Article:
• Shaima Rifaie

The rise of Spatial omics – MALDI IHC


Spatial Omics

Understanding the molecular basis of disease pathology or tissue homeostasis relies on knowing how thousands of biomolecules, including proteins, nucleic acids, lipids, and metabolites, interact in cells and tissues. Uncovering the identity and spatial organization of these molecules that are involved in human biology and disease is vital for deepening this knowledge and developing new and effective diagnostics and therapies. The importance of analysing molecules in a spatial context has gained the attention of researchers across the globe.


Now, with spatial information seen as a vital component when describing the microenvironment of disease in tissues and determining the location and interactions of cellular components that dictate disease outcome, a collection of diagnostic tools has become established. This commonly includes immunohistochemistry (IHC), imaging mass cytometry (IMC) and, more recently, spatial transcriptomics. Traditional histopathology methods such as fluorescence based IHC only allow spatial mapping of a few biomarkers at a time, which stems from the intrinsic nature of molecular fluorophores that typically exhibit relatively broad excitation and emission bands, thus preventing the detection of more than a few individual fluorophore labels with high selectivity.


The current scientific tools space does not offer solutions for acquiring spatial distribution and association of both small untargeted molecules and large targeted molecules from single tissue sections. Different sections, even from adjacent tissue slices, do not provide the full picture due to morphology-based challenges in merging multiple images. While imaging small molecules using MALDI Imaging has become routine, it has not been possible to do this routinely with proteins using a simple and rapid workflow.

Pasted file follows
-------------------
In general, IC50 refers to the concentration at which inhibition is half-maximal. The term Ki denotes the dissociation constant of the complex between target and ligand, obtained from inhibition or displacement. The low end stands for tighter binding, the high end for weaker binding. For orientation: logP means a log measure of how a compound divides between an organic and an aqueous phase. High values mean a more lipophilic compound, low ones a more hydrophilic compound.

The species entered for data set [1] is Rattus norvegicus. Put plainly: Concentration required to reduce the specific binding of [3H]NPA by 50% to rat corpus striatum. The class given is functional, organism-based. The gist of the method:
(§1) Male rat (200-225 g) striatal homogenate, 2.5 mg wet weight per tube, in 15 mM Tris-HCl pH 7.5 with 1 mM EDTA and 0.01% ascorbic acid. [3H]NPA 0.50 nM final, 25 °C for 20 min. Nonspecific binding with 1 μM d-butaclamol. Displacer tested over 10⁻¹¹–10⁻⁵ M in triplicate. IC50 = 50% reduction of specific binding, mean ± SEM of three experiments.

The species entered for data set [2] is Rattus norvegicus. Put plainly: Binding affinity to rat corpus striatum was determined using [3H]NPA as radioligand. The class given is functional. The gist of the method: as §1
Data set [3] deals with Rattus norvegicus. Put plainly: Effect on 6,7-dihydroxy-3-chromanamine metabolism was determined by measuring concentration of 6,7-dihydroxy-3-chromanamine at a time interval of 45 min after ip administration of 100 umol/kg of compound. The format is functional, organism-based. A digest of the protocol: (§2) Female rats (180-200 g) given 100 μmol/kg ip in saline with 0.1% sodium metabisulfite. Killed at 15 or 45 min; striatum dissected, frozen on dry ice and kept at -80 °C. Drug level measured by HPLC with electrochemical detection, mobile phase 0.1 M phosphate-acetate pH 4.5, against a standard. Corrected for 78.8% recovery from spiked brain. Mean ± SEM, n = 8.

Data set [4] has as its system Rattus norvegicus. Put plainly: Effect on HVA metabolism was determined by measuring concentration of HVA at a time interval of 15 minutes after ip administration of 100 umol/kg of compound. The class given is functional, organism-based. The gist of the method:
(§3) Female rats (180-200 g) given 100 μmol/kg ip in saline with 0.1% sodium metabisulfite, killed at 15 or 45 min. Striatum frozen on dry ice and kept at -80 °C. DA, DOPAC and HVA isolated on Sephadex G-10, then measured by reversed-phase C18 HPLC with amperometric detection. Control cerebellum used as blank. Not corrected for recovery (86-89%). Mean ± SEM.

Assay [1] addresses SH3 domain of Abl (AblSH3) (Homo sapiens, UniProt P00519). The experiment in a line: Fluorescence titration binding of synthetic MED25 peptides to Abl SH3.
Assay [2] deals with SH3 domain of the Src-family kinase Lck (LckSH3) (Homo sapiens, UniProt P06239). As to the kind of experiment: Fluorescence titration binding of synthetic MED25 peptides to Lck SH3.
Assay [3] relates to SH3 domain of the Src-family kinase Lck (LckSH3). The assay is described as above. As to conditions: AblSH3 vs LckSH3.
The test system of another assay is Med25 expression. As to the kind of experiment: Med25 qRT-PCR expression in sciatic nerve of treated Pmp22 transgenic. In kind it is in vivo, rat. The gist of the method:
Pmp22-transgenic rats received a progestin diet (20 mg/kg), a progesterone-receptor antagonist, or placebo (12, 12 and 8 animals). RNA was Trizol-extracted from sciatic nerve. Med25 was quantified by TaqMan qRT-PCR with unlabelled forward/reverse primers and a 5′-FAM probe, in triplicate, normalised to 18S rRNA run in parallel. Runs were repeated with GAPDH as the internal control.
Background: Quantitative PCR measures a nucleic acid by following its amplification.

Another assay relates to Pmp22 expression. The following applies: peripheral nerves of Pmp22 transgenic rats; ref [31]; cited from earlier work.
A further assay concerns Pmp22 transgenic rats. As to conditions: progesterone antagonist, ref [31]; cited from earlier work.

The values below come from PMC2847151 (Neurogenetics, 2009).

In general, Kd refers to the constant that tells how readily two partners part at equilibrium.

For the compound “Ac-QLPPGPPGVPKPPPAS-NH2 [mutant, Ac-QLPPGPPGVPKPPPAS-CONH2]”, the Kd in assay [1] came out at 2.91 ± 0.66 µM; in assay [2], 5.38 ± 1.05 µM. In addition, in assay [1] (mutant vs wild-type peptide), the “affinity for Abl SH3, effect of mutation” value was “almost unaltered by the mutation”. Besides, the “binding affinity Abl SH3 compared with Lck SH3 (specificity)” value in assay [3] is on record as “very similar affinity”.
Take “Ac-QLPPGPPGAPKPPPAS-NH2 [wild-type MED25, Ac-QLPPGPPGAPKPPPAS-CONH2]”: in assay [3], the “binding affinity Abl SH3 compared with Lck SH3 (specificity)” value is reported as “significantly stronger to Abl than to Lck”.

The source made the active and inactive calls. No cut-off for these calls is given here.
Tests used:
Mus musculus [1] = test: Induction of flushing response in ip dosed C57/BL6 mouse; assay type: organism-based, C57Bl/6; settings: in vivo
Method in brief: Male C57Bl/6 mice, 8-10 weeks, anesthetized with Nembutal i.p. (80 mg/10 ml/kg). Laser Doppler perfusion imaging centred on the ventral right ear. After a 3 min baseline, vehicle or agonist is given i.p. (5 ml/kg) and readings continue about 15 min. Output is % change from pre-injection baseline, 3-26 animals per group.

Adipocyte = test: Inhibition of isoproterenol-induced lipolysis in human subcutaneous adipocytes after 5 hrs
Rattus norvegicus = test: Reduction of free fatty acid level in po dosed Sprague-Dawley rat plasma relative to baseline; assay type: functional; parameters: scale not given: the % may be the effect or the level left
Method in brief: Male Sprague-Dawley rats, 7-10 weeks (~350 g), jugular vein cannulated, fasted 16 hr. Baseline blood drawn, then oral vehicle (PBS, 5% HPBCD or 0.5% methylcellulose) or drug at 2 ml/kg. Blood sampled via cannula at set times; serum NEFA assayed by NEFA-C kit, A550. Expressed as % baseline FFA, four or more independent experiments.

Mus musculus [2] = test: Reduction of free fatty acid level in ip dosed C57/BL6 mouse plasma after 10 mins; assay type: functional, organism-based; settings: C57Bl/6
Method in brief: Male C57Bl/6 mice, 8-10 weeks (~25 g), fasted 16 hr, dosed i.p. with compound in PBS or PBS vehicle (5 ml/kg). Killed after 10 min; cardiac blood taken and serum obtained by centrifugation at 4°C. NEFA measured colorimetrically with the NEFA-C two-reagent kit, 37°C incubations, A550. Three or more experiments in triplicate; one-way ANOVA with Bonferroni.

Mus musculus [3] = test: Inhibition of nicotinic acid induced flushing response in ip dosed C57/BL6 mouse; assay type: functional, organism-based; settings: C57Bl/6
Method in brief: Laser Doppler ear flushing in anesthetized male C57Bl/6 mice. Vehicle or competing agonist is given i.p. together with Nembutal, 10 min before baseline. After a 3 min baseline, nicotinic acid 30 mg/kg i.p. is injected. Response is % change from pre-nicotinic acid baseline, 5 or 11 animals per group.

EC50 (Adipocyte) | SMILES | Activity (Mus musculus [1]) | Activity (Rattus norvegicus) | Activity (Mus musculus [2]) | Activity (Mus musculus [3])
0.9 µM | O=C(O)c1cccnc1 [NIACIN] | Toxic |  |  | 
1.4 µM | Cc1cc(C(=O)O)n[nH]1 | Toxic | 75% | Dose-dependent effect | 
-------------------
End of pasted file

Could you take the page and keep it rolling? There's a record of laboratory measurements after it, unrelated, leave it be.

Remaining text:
By combining IHC methods, which can target specific proteins together with MALDI Imaging that offers high multiplexing on a single tissue, a new method, known as MALDI HiPLEX-IHC, is emerging. Although the concept of applying both techniques in series is not new, combining IHC and MALDI Imaging on one tissue to provide multi-omics mapping of small molecules and intact proteins has not been successfully applied until now.


Figure 1: Basic steps used for MALDI HiPLEX-IHC tissue imaging enabling both MALDI-MSI of untargeted small molecules and MALDI-MSI and fluorescence images of targeted intact expressed proteins to be obtained using MiralysTM PC-MT antibody probes all on the same tissue specimen

The three key features of the MALDI HiPLEX technology:

  • Multiplexing – image more than multiple biomarkers in a single run from a large region of interest up to the size of the microscope slide

  • Multiomics – measure small molecules, intact proteins, other macromolecules, and PTMs in one workflow

  • Multimodality – gather information from many imaging modalities, from one sample.

Label-free untargeted small-molecule MALDI Imaging can directly analyze lipids, drugs, and metabolites, which is not possible using standard IHC or IMC. This capability will allow researchers and pathologists to co-localize small-molecule drugs and drug-targets, such as their receptors, as well as associated biomolecules involved in the cellular response to the drug. Metabolic pathways associated with known proteins of interest can be spatially mapped and protein activity can be assessed quantitatively.

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